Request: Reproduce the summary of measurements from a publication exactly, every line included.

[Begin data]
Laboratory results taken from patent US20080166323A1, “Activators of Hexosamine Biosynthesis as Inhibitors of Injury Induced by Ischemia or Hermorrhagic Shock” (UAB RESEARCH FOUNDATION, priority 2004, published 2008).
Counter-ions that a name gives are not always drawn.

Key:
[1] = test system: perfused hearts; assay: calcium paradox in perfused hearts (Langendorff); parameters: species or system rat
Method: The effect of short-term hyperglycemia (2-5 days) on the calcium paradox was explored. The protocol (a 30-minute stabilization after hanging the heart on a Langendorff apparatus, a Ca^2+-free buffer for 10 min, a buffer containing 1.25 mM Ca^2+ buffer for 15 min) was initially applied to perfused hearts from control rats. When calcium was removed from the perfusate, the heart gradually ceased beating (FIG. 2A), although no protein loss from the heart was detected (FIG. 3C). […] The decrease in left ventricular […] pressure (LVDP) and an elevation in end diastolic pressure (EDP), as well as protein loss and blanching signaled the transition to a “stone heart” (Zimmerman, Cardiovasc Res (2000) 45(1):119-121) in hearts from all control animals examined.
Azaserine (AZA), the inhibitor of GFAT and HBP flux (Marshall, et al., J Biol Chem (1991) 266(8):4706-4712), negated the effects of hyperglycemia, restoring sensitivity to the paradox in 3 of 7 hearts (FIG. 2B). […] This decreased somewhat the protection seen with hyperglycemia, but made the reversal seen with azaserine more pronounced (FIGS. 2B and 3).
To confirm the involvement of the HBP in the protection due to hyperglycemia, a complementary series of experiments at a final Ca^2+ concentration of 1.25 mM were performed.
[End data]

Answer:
Laboratory results taken from patent US20080166323A1, “Activators of Hexosamine Biosynthesis as Inhibitors of Injury Induced by Ischemia or Hermorrhagic Shock” (UAB RESEARCH FOUNDATION, priority 2004, published 2008).
Counter-ions that a name gives are not always drawn.

Key:
[1] = test system: perfused hearts; assay: calcium paradox in perfused hearts (Langendorff); parameters: species or system rat
Method: The effect of short-term hyperglycemia (2-5 days) on the calcium paradox was explored. The protocol (a 30-minute stabilization after hanging the heart on a Langendorff apparatus, a Ca^2+-free buffer for 10 min, a buffer containing 1.25 mM Ca^2+ buffer for 15 min) was initially applied to perfused hearts from control rats. When calcium was removed from the perfusate, the heart gradually ceased beating (FIG. 2A), although no protein loss from the heart was detected (FIG. 3C). […] The decrease in left ventricular […] pressure (LVDP) and an elevation in end diastolic pressure (EDP), as well as protein loss and blanching signaled the transition to a “stone heart” (Zimmerman, Cardiovasc Res (2000) 45(1):119-121) in hearts from all control animals examined.
Azaserine (AZA), the inhibitor of GFAT and HBP flux (Marshall, et al., J Biol Chem (1991) 266(8):4706-4712), negated the effects of hyperglycemia, restoring sensitivity to the paradox in 3 of 7 hearts (FIG. 2B). […] This decreased somewhat the protection seen with hyperglycemia, but made the reversal seen with azaserine more pronounced (FIGS. 2B and 3).
To confirm the involvement of the HBP in the protection due to hyperglycemia, a complementary series of experiments at a final Ca^2+ concentration of 1.25 mM were performed.